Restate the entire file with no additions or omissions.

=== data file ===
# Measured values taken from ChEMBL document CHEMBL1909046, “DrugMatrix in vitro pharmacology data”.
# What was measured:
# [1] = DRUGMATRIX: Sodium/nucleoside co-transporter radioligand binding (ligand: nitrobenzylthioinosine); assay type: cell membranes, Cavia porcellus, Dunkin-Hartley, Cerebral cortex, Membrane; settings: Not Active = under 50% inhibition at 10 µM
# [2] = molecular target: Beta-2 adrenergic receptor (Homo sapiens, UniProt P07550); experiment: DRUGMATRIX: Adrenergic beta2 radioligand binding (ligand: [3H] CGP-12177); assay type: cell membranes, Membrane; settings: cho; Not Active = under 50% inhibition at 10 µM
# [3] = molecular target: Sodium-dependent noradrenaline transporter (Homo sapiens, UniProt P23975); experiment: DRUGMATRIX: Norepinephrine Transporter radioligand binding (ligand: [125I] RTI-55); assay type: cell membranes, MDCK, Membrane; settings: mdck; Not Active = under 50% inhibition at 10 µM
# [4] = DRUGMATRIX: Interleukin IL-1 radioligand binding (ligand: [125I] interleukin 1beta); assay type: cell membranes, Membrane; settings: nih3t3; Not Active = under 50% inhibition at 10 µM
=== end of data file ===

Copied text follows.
# Measured values taken from ChEMBL document CHEMBL1909046, “DrugMatrix in vitro pharmacology data”.
# What was measured:
# [1] = DRUGMATRIX: Sodium/nucleoside co-transporter radioligand binding (ligand: nitrobenzylthioinosine); assay type: cell membranes, Cavia porcellus, Dunkin-Hartley, Cerebral cortex, Membrane; settings: Not Active = under 50% inhibition at 10 µM
# [2] = molecular target: Beta-2 adrenergic receptor (Homo sapiens, UniProt P07550); experiment: DRUGMATRIX: Adrenergic beta2 radioligand binding (ligand: [3H] CGP-12177); assay type: cell membranes, Membrane; settings: cho; Not Active = under 50% inhibition at 10 µM
# [3] = molecular target: Sodium-dependent noradrenaline transporter (Homo sapiens, UniProt P23975); experiment: DRUGMATRIX: Norepinephrine Transporter radioligand binding (ligand: [125I] RTI-55); assay type: cell membranes, MDCK, Membrane; settings: mdck; Not Active = under 50% inhibition at 10 µM
# [4] = DRUGMATRIX: Interleukin IL-1 radioligand binding (ligand: [125I] interleukin 1beta); assay type: cell membranes, Membrane; settings: nih3t3; Not Active = under 50% inhibition at 10 µM